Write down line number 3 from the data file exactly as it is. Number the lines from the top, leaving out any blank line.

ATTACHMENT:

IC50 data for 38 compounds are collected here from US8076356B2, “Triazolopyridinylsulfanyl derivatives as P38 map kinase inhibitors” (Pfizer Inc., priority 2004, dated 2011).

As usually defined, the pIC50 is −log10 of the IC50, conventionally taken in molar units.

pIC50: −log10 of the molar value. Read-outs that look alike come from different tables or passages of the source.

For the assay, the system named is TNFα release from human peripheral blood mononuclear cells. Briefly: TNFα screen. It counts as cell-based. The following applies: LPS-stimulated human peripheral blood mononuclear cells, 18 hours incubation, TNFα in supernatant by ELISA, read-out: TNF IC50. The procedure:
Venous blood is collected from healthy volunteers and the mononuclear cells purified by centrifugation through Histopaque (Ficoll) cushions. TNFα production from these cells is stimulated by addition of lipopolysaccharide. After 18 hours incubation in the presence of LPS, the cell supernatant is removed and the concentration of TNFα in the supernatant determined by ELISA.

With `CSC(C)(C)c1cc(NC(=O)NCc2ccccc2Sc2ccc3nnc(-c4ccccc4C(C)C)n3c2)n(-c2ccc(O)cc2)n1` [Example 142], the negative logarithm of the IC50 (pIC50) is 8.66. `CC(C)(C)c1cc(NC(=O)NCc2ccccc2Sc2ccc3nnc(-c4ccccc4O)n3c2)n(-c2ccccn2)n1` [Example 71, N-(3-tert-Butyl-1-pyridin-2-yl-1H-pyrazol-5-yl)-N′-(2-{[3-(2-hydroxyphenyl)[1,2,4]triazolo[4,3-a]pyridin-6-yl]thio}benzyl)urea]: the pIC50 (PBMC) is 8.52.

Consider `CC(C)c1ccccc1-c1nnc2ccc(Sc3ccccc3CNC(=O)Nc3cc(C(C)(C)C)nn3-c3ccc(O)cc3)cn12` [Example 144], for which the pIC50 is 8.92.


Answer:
pIC50: −log10 of the molar value. Read-outs that look alike come from different tables or passages of the source.